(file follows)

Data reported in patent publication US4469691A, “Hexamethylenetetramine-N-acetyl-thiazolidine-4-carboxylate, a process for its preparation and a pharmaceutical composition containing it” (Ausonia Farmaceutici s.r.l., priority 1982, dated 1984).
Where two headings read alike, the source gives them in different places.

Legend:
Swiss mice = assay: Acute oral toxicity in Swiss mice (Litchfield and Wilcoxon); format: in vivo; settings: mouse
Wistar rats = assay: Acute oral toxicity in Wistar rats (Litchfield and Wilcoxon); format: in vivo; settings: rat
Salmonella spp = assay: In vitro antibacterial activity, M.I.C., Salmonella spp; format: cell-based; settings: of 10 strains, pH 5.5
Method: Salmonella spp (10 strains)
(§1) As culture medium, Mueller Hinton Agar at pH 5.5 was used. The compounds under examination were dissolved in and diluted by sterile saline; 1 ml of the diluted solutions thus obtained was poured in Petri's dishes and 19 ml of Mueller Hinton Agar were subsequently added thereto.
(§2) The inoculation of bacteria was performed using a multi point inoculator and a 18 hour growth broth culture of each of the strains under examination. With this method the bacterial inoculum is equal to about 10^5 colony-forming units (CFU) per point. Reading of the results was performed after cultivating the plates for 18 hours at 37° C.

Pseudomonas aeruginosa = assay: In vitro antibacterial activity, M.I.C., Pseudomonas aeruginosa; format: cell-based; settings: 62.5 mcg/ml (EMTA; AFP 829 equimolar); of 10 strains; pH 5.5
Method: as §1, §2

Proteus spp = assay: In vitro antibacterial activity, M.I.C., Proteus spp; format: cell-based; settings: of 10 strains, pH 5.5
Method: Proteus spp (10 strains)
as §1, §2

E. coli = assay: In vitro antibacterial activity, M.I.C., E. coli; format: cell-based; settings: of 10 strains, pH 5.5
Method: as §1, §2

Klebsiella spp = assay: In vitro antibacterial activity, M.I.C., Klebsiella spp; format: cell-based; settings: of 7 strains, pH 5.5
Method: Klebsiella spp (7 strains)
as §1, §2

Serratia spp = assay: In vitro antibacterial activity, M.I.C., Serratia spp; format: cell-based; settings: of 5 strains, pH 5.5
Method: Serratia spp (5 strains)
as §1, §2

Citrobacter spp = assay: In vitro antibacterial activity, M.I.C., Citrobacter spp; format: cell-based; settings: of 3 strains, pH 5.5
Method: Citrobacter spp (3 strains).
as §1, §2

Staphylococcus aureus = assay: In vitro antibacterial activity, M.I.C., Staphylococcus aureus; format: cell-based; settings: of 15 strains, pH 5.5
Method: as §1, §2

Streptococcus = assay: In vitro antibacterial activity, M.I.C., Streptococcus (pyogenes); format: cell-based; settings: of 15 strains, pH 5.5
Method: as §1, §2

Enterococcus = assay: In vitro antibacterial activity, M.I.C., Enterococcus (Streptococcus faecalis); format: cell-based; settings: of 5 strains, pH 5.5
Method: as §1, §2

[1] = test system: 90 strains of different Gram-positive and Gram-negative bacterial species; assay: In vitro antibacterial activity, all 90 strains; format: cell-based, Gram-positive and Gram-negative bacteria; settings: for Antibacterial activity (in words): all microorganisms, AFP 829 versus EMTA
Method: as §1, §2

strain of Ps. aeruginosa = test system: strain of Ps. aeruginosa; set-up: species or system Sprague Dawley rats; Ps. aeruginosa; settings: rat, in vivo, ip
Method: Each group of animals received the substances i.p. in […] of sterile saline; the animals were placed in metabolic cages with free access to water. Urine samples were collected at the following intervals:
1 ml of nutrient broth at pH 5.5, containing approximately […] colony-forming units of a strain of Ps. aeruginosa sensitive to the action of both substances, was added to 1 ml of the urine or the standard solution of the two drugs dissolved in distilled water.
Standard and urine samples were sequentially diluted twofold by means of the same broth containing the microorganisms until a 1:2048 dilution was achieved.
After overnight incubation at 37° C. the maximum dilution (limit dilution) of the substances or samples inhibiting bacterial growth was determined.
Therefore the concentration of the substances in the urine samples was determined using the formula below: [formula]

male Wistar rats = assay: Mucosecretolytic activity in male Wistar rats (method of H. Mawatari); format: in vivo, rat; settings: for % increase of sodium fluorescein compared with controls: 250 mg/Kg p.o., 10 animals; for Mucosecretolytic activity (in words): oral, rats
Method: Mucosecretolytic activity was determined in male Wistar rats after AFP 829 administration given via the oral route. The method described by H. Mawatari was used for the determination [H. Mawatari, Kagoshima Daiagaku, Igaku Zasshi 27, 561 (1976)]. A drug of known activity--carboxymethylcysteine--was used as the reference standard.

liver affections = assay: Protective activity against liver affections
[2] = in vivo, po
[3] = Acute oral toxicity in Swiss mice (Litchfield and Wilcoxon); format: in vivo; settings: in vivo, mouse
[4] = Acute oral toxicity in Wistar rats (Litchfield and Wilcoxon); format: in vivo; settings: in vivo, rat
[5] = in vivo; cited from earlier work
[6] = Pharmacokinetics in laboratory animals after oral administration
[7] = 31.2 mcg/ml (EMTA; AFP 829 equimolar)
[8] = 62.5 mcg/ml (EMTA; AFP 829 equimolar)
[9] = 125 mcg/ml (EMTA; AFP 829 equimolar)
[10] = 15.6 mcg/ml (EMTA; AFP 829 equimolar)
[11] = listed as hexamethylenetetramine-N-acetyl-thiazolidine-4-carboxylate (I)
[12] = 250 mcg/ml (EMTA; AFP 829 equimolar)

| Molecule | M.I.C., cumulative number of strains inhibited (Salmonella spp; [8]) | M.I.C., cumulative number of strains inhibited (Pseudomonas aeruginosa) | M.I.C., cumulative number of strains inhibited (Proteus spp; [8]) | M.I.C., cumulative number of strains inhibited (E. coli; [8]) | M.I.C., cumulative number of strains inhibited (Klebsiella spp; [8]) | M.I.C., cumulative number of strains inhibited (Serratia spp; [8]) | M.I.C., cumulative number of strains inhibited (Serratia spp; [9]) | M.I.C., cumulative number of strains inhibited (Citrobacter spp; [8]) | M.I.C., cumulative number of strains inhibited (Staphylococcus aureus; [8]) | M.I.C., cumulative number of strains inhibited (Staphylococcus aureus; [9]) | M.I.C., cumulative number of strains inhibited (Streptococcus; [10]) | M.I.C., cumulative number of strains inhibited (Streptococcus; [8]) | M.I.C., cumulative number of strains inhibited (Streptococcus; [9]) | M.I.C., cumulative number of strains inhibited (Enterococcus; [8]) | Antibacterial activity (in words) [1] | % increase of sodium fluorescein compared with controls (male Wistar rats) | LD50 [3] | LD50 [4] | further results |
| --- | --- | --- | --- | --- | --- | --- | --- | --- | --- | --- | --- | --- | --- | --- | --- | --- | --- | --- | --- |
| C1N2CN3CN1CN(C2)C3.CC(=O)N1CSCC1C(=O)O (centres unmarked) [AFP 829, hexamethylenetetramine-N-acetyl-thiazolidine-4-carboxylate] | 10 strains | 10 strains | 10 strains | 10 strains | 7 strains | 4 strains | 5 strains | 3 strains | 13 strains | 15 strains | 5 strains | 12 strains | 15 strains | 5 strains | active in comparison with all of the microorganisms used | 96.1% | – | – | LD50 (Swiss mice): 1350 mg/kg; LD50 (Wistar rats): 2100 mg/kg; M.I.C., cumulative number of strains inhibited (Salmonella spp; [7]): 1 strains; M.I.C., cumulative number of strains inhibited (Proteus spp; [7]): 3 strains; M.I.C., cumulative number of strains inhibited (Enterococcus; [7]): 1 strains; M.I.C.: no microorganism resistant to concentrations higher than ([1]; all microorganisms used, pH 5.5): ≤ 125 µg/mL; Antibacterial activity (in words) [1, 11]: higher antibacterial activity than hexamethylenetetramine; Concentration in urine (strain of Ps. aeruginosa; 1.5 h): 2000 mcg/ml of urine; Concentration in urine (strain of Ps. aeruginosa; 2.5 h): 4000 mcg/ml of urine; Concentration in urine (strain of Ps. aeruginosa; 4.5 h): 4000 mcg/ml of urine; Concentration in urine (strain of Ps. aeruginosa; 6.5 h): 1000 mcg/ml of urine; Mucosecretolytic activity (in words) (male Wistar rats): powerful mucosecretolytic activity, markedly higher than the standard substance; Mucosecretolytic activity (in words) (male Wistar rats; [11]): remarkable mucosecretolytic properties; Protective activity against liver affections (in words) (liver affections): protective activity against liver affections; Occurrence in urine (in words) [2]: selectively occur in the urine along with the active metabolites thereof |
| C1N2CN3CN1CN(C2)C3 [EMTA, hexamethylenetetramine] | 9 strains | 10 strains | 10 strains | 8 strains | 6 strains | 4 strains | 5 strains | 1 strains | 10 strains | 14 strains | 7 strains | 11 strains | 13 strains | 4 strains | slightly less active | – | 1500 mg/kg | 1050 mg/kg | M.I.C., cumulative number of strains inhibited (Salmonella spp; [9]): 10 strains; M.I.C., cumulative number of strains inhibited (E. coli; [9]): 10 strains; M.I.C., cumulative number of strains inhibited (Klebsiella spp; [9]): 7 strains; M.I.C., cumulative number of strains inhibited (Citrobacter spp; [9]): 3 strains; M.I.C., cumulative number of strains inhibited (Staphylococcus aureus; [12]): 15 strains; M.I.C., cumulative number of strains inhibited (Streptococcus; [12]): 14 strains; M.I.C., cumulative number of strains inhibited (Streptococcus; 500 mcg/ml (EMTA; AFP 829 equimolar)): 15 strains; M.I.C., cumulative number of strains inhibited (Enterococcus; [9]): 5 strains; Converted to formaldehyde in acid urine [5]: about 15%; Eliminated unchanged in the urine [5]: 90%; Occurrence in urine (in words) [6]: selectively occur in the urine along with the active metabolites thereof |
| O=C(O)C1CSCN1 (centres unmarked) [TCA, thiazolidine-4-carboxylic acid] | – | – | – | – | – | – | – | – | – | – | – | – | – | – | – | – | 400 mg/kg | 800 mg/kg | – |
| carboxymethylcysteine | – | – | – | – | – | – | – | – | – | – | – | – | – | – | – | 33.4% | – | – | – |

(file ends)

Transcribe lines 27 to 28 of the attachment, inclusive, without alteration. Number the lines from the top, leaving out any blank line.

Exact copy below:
Method: as §1, §2

Streptococcus = assay: In vitro antibacterial activity, M.I.C., Streptococcus (pyogenes); format: cell-based; settings: of 15 strains, pH 5.5